Much has been made recently of the exodus of executives from Microsoft Corp. For love of money, family, power or new horizons, at least a dozen high-level individuals stepped away from the software giant in 1999.
But calling this a "brain drain" misses the mark. There are plenty of good brains in Redmond to replace those who go. More worrisome is the fact that the people leaving Microsoft could become its future competitors. They know how the company thinks and moves, and now they're free to do both more quickly.
What's more, Microsoft's traditional advantage -- unlimited resources -- is diminished in this era of instant IPOs and boundless venture capital. "The Net is definitely empowering the smaller companies," says Sam Jadallah, who left a top-ranking sales position last July for Internet Capital Group, a backer of e-commerce startups.
To better assess the changes on Microsoft's campus, The Standard profiles five people who may soon bite the company that fed them.
CEO, TeamOn.com Shirish Nadkarni, 39, who left last February after leading product planning for the Microsoft Network, is eager to jump into the ring against his old employer. TeamOn.com is expected to launch next month into a market that includes Microsoft and several other competitors that look to offer online office services to small and midsize businesses.
The Bombay, India-born Nadkarni says Microsoft is at a disadvantage because it has been reluctant to move its business quickly to the Web.
"When there's a new platform, you have to be first. Start from scratch," he says. "That was drilled into my head during my Microsoft orientation 12 years ago."
He feels he has another advantage Microsoft doesn't: open source. Until further notice, his service will run on Linux, not Windows. It's not only cheaper to use (read: free), Nadkarni notes, but it's also "great for recruiting people," a nod to the problems Microsoft has had in attracting and retaining next-generation techies.
But Nadkarni isn't severing all connections. Three prominent Microsoft alumni are among his investors: Frank "Pete" Higgins, the former new-media boss who left late last year to mentor startups; Sabeer Bhatia, Hotmail's founder; and Mike Slade, who ran Starwave after marketing some of Microsoft's early Macintosh products.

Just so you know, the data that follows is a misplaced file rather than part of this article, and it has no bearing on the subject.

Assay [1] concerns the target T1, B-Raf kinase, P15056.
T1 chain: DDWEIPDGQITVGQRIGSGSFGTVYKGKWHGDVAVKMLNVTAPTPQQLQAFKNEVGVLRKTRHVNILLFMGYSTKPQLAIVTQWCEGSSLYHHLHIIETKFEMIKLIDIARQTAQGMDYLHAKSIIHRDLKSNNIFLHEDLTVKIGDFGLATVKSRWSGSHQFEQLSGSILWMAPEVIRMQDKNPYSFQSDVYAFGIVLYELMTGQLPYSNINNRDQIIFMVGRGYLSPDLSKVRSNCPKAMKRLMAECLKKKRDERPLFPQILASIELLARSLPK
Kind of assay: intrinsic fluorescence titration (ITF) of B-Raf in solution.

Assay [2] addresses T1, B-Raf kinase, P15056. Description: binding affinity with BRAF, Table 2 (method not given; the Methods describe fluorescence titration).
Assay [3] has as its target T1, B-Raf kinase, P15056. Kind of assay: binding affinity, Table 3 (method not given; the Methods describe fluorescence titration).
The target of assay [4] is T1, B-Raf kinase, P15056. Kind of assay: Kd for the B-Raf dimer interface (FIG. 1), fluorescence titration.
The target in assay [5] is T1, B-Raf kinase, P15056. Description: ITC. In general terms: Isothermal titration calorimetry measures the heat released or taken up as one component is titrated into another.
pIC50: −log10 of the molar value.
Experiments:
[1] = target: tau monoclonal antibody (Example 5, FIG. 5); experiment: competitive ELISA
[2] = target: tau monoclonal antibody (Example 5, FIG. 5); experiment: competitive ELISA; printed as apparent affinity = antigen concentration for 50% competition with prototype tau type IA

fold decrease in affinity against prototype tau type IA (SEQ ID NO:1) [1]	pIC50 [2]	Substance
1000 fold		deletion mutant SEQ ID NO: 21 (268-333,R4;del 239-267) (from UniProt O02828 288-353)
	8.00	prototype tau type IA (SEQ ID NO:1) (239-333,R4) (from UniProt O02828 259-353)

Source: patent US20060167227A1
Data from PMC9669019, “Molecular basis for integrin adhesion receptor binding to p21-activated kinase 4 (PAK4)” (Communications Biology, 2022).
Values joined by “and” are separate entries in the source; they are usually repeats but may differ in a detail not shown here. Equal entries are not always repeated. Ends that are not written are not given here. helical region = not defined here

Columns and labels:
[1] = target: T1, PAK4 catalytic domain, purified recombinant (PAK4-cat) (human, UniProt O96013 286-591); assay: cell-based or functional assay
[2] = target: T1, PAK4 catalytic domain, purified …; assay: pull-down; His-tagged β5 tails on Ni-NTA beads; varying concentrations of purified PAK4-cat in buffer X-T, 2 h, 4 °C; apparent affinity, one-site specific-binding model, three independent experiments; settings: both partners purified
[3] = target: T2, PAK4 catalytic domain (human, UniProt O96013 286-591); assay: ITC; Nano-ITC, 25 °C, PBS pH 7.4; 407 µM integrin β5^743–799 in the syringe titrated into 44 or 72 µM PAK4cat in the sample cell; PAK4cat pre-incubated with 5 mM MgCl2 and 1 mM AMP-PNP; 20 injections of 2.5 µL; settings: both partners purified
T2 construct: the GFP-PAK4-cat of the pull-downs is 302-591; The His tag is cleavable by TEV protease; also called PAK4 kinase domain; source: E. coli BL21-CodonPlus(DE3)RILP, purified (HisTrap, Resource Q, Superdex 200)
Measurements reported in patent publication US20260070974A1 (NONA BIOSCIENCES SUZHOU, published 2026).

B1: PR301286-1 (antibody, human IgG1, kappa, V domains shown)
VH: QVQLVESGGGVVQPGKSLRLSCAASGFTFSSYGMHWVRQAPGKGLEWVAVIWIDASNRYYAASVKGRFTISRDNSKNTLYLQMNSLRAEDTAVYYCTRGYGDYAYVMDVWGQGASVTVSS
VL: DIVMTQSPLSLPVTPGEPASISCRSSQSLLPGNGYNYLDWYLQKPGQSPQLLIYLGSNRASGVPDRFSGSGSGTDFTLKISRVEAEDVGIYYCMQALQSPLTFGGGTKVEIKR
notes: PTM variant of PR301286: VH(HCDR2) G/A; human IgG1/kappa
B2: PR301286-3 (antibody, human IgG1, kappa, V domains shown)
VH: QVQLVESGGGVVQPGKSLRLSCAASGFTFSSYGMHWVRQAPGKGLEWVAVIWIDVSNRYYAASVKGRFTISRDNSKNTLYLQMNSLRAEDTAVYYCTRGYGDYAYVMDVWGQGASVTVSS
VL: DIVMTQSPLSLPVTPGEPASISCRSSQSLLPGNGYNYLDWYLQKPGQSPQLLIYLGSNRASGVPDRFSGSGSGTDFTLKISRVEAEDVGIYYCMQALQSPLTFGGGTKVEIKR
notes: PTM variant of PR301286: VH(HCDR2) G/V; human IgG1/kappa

CEO, Worldwide Fiber It was Greg Maffei in a nutshell: At a conference last summer, Microsoft's CFO sat in the press room, checking his e-mail and bantering with analysts and reporters with the understanding it was all off the record. It was an edgy, and even a little off-color, moment of relative intimacy that the guarded Microsoft rarely affords outsiders.
Finding the edge and riding it is Maffei's negotiating style. More dealmaker than bookkeeper, Maffei, 39, was a prime force behind Microsoft's aggressive telecommunications investments, the whopper being May's $5 billion deal with AT&T that guaranteed placement of Windows in millions of AT&T digital cable set-top boxes.
"He's a firebrand with a confrontational style," says one former Microsoft executive who worked with Maffei. "He took it to the limit, but it was fun to watch him in action."
But handling finances and cutting deals for the world's richest company wasn't enough. It was well-known that Maffei wanted to run his own show. Cable-modem service Road Runner courted him, and he came close to running Microsoft's new-media arm, sources say, but instead the job went to Hewlett-Packard veteran Rick Belluzzo.
This month, he starts his new job at the helm of Worldwide Fiber, a little-known backbone provider based in Vancouver, British Columbia. There, he'll not only have his own company to run, but he's also likely to sit at the head of the negotiating table.